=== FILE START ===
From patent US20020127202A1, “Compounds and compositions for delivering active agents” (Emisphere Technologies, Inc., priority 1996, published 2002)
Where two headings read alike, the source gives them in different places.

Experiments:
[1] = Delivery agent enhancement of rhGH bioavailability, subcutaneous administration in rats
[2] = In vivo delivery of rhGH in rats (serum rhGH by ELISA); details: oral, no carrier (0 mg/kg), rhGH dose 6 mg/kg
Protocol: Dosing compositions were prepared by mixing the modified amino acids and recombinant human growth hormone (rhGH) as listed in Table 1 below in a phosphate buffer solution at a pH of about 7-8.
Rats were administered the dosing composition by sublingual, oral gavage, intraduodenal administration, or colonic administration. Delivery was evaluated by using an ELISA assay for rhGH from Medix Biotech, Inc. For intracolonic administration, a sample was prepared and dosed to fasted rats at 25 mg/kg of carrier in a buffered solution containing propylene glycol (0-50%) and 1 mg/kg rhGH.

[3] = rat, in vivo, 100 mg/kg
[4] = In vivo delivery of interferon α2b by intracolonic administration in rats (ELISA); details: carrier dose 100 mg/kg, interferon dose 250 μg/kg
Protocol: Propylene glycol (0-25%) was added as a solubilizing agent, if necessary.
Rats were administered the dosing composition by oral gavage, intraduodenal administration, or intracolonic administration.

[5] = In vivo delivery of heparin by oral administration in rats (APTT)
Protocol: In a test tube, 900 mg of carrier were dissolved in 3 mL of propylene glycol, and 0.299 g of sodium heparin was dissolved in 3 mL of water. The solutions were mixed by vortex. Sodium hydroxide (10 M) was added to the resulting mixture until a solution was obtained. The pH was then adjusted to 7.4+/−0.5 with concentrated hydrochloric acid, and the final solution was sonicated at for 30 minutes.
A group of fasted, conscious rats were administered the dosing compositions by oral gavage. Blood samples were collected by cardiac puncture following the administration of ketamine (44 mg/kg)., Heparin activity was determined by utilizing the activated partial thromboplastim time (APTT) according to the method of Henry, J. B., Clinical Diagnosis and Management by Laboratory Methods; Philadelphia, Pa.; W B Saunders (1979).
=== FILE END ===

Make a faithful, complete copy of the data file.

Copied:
From patent US20020127202A1, “Compounds and compositions for delivering active agents” (Emisphere Technologies, Inc., priority 1996, published 2002)
Where two headings read alike, the source gives them in different places.

Experiments:
[1] = Delivery agent enhancement of rhGH bioavailability, subcutaneous administration in rats
[2] = In vivo delivery of rhGH in rats (serum rhGH by ELISA); details: oral, no carrier (0 mg/kg), rhGH dose 6 mg/kg
Protocol: Dosing compositions were prepared by mixing the modified amino acids and recombinant human growth hormone (rhGH) as listed in Table 1 below in a phosphate buffer solution at a pH of about 7-8.
Rats were administered the dosing composition by sublingual, oral gavage, intraduodenal administration, or colonic administration. Delivery was evaluated by using an ELISA assay for rhGH from Medix Biotech, Inc. For intracolonic administration, a sample was prepared and dosed to fasted rats at 25 mg/kg of carrier in a buffered solution containing propylene glycol (0-50%) and 1 mg/kg rhGH.

[3] = rat, in vivo, 100 mg/kg
[4] = In vivo delivery of interferon α2b by intracolonic administration in rats (ELISA); details: carrier dose 100 mg/kg, interferon dose 250 μg/kg
Protocol: Propylene glycol (0-25%) was added as a solubilizing agent, if necessary.
Rats were administered the dosing composition by oral gavage, intraduodenal administration, or intracolonic administration.

[5] = In vivo delivery of heparin by oral administration in rats (APTT)
Protocol: In a test tube, 900 mg of carrier were dissolved in 3 mL of propylene glycol, and 0.299 g of sodium heparin was dissolved in 3 mL of water. The solutions were mixed by vortex. Sodium hydroxide (10 M) was added to the resulting mixture until a solution was obtained. The pH was then adjusted to 7.4+/−0.5 with concentrated hydrochloric acid, and the final solution was sonicated at for 30 minutes.
A group of fasted, conscious rats were administered the dosing compositions by oral gavage. Blood samples were collected by cardiac puncture following the administration of ketamine (44 mg/kg)., Heparin activity was determined by utilizing the activated partial thromboplastim time (APTT) according to the method of Henry, J. B., Clinical Diagnosis and Management by Laboratory Methods; Philadelphia, Pa.; W B Saunders (1979).